PRSA’s annual international conference, held in Orlando this year, was like a breath of fresh air. High energy and stimulating, the mix of workshops and keynote presentations ranged from thought provoking to inspiring, and even a few that challenged conventional wisdom on best practices.
I wasn’t alone in my appreciation for the show. Here’s a quick clip from attendee Susan White, director of public relations and media at Rust-Oleum:
Meeting valued clients like Susan was the main reason I traveled down to Orlando for the show – but it wasn’t the only one. For me, attending industry conferences is a fantastic opportunity to attend sessions from thought leaders in PR, content marketing, SEO and online advertising.
Sometimes what I hear validates my own assumptions; other times, I learn things that radically change my perceptions and force me to rethink what I thought I knew. These can be uncomfortable moments. But they’re also the ones I seek out most.
When you work in a dynamic space like online marketing, you know – and even expect – the ground to shift beneath your feet, and at irregular intervals. Ultimately, it’s easier to navigate a fast-changing space when you have multiple data inputs. Ideally, these come from very smart people.
The good news is that I attended several memorable sessions from some very smart people at PRSA. Although it was difficult to choose the three that qualify as most outstanding, I tried to narrow it down based upon content, delivery and actionable takeaways. At that point, it was easy:
1. Jay Baer:
I’ve had the pleasure of seeing Jay speak previously at conferences such as the Online Marketing Summit and Content Marketing World. As a devoted reader of Jay’s Convince & Convert blog (like many of my peers in the industry), I had high expectations for his presentations. He didn’t disappoint.
Jay made a sweeping and convincing argument that companies need to embrace social media in order to deal with the reality of doing business in real-time. This means actively listening to what your customers say about you, empowering employees – your new marketing army – to respond quickly and intelligently, and ultimately, creating meaningful conversations with your audience.
There was a lot more – including some big ideas and memorable one-liners (“If your company sucks, Twitter is not your problem.”) But what made Jay’s session ridiculously compelling are two simple qualities: 1) he employed entertaining stories and examples to illustrate his points; and 2) he was a flawless speaker. I’ve seen roughly 75 online marketing presentations in 2011, and outside of a couple of memorable keynote presentations, Jay was the smoothest presenter. There was no hesitation or awkward pauses – just steely precision and smart storytelling. Bravo.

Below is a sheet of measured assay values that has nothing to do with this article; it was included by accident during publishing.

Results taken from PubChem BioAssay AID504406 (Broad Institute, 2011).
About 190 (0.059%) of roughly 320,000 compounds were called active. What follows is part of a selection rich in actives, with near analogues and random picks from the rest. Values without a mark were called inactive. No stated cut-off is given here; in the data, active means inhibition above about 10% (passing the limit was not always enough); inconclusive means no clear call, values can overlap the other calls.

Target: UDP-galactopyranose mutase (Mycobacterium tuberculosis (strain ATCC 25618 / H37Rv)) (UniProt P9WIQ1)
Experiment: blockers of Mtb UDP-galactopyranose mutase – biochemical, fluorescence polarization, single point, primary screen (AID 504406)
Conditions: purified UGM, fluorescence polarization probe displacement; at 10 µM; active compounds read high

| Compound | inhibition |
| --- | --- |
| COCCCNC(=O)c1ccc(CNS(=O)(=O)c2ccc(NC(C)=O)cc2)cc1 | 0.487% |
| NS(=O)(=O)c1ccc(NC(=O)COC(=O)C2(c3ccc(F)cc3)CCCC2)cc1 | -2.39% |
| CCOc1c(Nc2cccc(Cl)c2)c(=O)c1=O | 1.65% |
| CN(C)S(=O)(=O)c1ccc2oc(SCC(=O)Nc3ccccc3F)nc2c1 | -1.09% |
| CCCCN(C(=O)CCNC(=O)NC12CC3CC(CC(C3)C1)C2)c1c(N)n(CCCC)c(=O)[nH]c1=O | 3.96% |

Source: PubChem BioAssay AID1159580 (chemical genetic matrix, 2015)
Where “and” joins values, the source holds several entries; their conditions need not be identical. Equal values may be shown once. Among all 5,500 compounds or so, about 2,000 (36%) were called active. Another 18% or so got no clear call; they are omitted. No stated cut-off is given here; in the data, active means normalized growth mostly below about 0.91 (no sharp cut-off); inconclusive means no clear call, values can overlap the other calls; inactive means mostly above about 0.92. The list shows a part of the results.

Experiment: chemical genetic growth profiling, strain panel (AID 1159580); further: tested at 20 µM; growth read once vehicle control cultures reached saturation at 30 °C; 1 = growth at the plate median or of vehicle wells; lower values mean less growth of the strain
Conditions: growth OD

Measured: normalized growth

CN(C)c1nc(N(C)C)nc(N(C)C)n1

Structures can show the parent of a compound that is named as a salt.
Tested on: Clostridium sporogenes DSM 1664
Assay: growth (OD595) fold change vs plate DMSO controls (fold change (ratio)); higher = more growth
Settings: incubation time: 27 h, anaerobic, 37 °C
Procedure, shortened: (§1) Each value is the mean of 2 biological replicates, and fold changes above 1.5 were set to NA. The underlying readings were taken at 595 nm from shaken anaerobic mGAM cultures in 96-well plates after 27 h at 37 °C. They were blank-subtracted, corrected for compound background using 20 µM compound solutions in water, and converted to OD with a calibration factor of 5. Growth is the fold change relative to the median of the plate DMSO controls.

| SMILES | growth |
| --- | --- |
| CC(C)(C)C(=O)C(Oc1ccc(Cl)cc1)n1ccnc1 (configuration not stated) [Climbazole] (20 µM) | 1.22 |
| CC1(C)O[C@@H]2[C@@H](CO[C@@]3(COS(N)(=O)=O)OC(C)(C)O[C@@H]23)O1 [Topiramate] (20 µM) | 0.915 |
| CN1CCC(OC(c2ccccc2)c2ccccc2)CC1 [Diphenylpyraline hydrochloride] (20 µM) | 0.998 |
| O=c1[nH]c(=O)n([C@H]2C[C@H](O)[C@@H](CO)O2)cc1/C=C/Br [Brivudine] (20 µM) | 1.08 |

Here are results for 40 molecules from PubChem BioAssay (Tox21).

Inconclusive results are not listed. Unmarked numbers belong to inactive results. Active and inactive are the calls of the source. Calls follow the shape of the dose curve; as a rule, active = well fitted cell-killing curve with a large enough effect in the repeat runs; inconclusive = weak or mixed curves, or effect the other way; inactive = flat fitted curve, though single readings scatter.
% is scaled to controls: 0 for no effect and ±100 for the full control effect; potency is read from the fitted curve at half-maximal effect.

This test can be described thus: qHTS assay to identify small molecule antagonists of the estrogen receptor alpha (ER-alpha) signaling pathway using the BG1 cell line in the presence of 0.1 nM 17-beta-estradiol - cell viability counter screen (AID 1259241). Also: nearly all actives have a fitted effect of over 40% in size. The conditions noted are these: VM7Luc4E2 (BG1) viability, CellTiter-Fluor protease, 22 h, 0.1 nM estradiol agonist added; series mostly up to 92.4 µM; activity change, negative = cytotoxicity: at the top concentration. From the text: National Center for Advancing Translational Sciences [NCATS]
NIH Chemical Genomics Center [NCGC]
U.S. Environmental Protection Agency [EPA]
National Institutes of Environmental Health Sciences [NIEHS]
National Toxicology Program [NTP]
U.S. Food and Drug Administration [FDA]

2. Lee Odden:
Even though Lee is a fellow Minnesotan, I rarely see him in-state. It’s become a running joke that we only see each other at conferences outside of the Twin Cities. I’m still holding out hope I’ll run into Lee at a local grocery store – just to prove that he actually spends time at home. We’ll see.
What makes Lee stand out as a presenter is a nice blend of big conceptual ideas and sound tactical advice. I appreciate that he can do both. During the Q and A portion of his session, several attendees asked very specific questions around execution. The fact that he could drill down and speak intelligently on something detailed, like tracking an SEO campaign with Majestic SEO, is impressive. The audience left with lots of takeaways they could begin using right away.
I also like that Lee catered his talk to a PR audience. He is a strong advocate of harnessing social and search in tandem to achieve business goals, a topic he discusses frequently at his popular TopRank blog. For PRSA, Lee nicely tied in how these approaches work together to affect PR outcomes.
3. Greg Jarboe:
In the spirit of full disclosure, I should note that Greg’s company, SEO-PR, is a current client of Brandpoint. But the reason I chose him for this list was his killer presentation on measuring the ROI of press release distribution.
Admittedly, I went to Greg’s session mostly out of curiosity. I thought I had a fairly good handle on what you could measure from a simple press release. What could I be missing? Apparently, quite a bit.
Greg wisely built his presentation around an 18-month case study from Syracuse University. He monitored tracking links in the releases with Google Analytics to measure traffic to the school’s website. But he didn’t stop there. Greg also tracked how much of this traffic led to student enrollment, and finally, how much revenue was generated for the university. The ROI on his press release campaign was competitive with that of a pay-per-click campaign run during the same time frame.
The last thing I’ll say about Greg is that he’s just plain fun to watch. He’s practical and he brings an air of common sense to his sessions. It was fun to see the attendees around me frantically write down just about everything that he said. That’s definitely a sign of a job well done.
One final word: I would be remiss not to mention the insightful and inspired job Chris Brogan did in his keynote speech. I excluded him from the “best of” list only because his was a keynote, which I always look at a bit differently than the more time-constrained and instructional workshop presentations. Nonetheless, Chris was awesome – and even kind enough to chat and pose for an impromptu photo with yours truly.